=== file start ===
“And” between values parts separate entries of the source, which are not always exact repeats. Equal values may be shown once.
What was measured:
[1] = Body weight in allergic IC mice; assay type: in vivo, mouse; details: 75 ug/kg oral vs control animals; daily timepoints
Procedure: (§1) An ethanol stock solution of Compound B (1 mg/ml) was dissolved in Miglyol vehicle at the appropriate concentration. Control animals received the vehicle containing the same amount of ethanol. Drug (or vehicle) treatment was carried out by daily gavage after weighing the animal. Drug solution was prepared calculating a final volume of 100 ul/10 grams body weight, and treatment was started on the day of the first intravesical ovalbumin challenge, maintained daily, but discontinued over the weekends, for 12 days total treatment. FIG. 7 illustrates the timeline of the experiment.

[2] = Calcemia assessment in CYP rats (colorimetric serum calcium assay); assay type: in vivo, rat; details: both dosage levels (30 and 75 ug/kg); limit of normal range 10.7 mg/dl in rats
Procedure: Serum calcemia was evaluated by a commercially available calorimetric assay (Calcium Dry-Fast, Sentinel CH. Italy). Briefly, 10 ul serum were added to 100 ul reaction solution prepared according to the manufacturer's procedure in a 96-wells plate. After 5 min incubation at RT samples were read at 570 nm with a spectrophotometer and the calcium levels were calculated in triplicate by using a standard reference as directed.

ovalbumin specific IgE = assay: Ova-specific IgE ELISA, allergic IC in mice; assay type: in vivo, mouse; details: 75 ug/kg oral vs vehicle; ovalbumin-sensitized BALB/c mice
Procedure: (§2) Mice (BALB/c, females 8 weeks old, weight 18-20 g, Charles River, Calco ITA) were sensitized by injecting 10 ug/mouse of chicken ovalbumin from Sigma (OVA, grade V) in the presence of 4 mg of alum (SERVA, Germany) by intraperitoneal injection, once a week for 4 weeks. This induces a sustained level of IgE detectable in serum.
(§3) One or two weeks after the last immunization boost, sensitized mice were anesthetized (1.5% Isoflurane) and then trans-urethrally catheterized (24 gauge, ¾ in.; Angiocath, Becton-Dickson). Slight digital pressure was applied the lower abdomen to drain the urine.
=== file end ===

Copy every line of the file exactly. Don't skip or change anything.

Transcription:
“And” between values parts separate entries of the source, which are not always exact repeats. Equal values may be shown once.
What was measured:
[1] = Body weight in allergic IC mice; assay type: in vivo, mouse; details: 75 ug/kg oral vs control animals; daily timepoints
Procedure: (§1) An ethanol stock solution of Compound B (1 mg/ml) was dissolved in Miglyol vehicle at the appropriate concentration. Control animals received the vehicle containing the same amount of ethanol. Drug (or vehicle) treatment was carried out by daily gavage after weighing the animal. Drug solution was prepared calculating a final volume of 100 ul/10 grams body weight, and treatment was started on the day of the first intravesical ovalbumin challenge, maintained daily, but discontinued over the weekends, for 12 days total treatment. FIG. 7 illustrates the timeline of the experiment.

[2] = Calcemia assessment in CYP rats (colorimetric serum calcium assay); assay type: in vivo, rat; details: both dosage levels (30 and 75 ug/kg); limit of normal range 10.7 mg/dl in rats
Procedure: Serum calcemia was evaluated by a commercially available calorimetric assay (Calcium Dry-Fast, Sentinel CH. Italy). Briefly, 10 ul serum were added to 100 ul reaction solution prepared according to the manufacturer's procedure in a 96-wells plate. After 5 min incubation at RT samples were read at 570 nm with a spectrophotometer and the calcium levels were calculated in triplicate by using a standard reference as directed.

ovalbumin specific IgE = assay: Ova-specific IgE ELISA, allergic IC in mice; assay type: in vivo, mouse; details: 75 ug/kg oral vs vehicle; ovalbumin-sensitized BALB/c mice
Procedure: (§2) Mice (BALB/c, females 8 weeks old, weight 18-20 g, Charles River, Calco ITA) were sensitized by injecting 10 ug/mouse of chicken ovalbumin from Sigma (OVA, grade V) in the presence of 4 mg of alum (SERVA, Germany) by intraperitoneal injection, once a week for 4 weeks. This induces a sustained level of IgE detectable in serum.
(§3) One or two weeks after the last immunization boost, sensitized mice were anesthetized (1.5% Isoflurane) and then trans-urethrally catheterized (24 gauge, ¾ in.; Angiocath, Becton-Dickson). Slight digital pressure was applied the lower abdomen to drain the urine.